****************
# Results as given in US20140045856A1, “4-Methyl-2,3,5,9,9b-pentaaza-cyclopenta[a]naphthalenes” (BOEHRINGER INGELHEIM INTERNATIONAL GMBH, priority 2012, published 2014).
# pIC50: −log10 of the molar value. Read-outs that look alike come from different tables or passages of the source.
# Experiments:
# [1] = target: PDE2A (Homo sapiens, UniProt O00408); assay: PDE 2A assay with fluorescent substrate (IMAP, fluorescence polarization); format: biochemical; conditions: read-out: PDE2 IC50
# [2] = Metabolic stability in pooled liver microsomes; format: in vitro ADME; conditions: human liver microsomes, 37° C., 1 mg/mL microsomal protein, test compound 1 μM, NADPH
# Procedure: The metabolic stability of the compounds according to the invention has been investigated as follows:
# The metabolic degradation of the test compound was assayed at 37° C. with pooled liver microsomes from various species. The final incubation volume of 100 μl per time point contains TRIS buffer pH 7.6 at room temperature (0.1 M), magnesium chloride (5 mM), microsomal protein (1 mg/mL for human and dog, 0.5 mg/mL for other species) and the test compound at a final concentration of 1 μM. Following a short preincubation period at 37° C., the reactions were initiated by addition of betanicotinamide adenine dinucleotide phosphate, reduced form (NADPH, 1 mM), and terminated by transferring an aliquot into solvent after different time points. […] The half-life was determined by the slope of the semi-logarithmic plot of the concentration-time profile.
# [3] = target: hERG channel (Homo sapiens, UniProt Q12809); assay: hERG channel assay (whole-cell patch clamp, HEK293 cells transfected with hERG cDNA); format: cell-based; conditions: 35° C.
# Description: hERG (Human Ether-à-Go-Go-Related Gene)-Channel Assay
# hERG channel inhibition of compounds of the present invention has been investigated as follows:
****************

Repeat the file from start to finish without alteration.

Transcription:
# Results as given in US20140045856A1, “4-Methyl-2,3,5,9,9b-pentaaza-cyclopenta[a]naphthalenes” (BOEHRINGER INGELHEIM INTERNATIONAL GMBH, priority 2012, published 2014).
# pIC50: −log10 of the molar value. Read-outs that look alike come from different tables or passages of the source.
# Experiments:
# [1] = target: PDE2A (Homo sapiens, UniProt O00408); assay: PDE 2A assay with fluorescent substrate (IMAP, fluorescence polarization); format: biochemical; conditions: read-out: PDE2 IC50
# [2] = Metabolic stability in pooled liver microsomes; format: in vitro ADME; conditions: human liver microsomes, 37° C., 1 mg/mL microsomal protein, test compound 1 μM, NADPH
# Procedure: The metabolic stability of the compounds according to the invention has been investigated as follows:
# The metabolic degradation of the test compound was assayed at 37° C. with pooled liver microsomes from various species. The final incubation volume of 100 μl per time point contains TRIS buffer pH 7.6 at room temperature (0.1 M), magnesium chloride (5 mM), microsomal protein (1 mg/mL for human and dog, 0.5 mg/mL for other species) and the test compound at a final concentration of 1 μM. Following a short preincubation period at 37° C., the reactions were initiated by addition of betanicotinamide adenine dinucleotide phosphate, reduced form (NADPH, 1 mM), and terminated by transferring an aliquot into solvent after different time points. […] The half-life was determined by the slope of the semi-logarithmic plot of the concentration-time profile.
# [3] = target: hERG channel (Homo sapiens, UniProt Q12809); assay: hERG channel assay (whole-cell patch clamp, HEK293 cells transfected with hERG cDNA); format: cell-based; conditions: 35° C.
# Description: hERG (Human Ether-à-Go-Go-Related Gene)-Channel Assay
# hERG channel inhibition of compounds of the present invention has been investigated as follows: